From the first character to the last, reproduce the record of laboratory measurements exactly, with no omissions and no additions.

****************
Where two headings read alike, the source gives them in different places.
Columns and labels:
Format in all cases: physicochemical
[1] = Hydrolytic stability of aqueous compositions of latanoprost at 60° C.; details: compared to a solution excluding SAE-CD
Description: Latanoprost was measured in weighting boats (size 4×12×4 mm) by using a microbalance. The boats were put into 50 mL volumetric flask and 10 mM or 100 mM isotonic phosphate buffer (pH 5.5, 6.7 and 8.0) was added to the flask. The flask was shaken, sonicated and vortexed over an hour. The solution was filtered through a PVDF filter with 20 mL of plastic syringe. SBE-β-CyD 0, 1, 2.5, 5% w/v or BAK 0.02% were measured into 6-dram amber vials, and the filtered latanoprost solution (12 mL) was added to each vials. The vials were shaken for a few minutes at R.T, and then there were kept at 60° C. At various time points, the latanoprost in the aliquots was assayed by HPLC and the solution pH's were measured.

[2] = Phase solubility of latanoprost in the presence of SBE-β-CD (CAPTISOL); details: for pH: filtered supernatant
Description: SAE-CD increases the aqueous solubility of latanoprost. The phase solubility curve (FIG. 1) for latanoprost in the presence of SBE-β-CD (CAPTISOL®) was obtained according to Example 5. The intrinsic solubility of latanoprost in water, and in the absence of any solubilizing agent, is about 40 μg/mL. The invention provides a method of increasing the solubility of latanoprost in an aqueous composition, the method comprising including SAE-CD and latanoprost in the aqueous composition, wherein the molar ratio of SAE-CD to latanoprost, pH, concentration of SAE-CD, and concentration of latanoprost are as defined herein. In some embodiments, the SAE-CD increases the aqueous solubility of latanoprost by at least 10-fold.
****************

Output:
Where two headings read alike, the source gives them in different places.
Columns and labels:
Format in all cases: physicochemical
[1] = Hydrolytic stability of aqueous compositions of latanoprost at 60° C.; details: compared to a solution excluding SAE-CD
Description: Latanoprost was measured in weighting boats (size 4×12×4 mm) by using a microbalance. The boats were put into 50 mL volumetric flask and 10 mM or 100 mM isotonic phosphate buffer (pH 5.5, 6.7 and 8.0) was added to the flask. The flask was shaken, sonicated and vortexed over an hour. The solution was filtered through a PVDF filter with 20 mL of plastic syringe. SBE-β-CyD 0, 1, 2.5, 5% w/v or BAK 0.02% were measured into 6-dram amber vials, and the filtered latanoprost solution (12 mL) was added to each vials. The vials were shaken for a few minutes at R.T, and then there were kept at 60° C. At various time points, the latanoprost in the aliquots was assayed by HPLC and the solution pH's were measured.

[2] = Phase solubility of latanoprost in the presence of SBE-β-CD (CAPTISOL); details: for pH: filtered supernatant
Description: SAE-CD increases the aqueous solubility of latanoprost. The phase solubility curve (FIG. 1) for latanoprost in the presence of SBE-β-CD (CAPTISOL®) was obtained according to Example 5. The intrinsic solubility of latanoprost in water, and in the absence of any solubilizing agent, is about 40 μg/mL. The invention provides a method of increasing the solubility of latanoprost in an aqueous composition, the method comprising including SAE-CD and latanoprost in the aqueous composition, wherein the molar ratio of SAE-CD to latanoprost, pH, concentration of SAE-CD, and concentration of latanoprost are as defined herein. In some embodiments, the SAE-CD increases the aqueous solubility of latanoprost by at least 10-fold.